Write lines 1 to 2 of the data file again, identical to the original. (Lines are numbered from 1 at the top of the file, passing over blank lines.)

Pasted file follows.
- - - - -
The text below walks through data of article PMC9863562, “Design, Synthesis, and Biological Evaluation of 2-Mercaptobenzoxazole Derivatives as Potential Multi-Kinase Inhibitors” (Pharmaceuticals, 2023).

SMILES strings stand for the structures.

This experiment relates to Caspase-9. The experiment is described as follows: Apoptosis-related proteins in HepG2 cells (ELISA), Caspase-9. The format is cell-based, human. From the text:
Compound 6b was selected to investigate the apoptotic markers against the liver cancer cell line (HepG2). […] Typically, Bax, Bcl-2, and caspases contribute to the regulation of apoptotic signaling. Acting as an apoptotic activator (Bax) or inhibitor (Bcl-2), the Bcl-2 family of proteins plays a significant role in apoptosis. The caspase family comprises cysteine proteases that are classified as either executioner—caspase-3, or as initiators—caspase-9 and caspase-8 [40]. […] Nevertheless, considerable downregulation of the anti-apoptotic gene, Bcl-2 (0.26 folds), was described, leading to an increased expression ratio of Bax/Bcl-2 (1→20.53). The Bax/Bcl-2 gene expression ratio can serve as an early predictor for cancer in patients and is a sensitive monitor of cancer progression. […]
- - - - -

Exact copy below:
The text below walks through data of article PMC9863562, “Design, Synthesis, and Biological Evaluation of 2-Mercaptobenzoxazole Derivatives as Potential Multi-Kinase Inhibitors” (Pharmaceuticals, 2023).

SMILES strings stand for the structures.